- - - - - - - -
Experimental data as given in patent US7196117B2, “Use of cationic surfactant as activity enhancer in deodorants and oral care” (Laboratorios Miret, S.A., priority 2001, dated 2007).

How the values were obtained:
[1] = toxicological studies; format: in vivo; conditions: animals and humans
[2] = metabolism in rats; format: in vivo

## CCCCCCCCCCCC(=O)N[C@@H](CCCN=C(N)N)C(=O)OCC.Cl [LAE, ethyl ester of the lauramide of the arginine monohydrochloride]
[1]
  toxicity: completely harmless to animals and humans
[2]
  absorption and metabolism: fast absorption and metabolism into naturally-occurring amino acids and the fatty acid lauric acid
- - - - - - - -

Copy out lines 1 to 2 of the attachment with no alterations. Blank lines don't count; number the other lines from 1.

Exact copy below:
Experimental data as given in patent US7196117B2, “Use of cationic surfactant as activity enhancer in deodorants and oral care” (Laboratorios Miret, S.A., priority 2001, dated 2007).

How the values were obtained: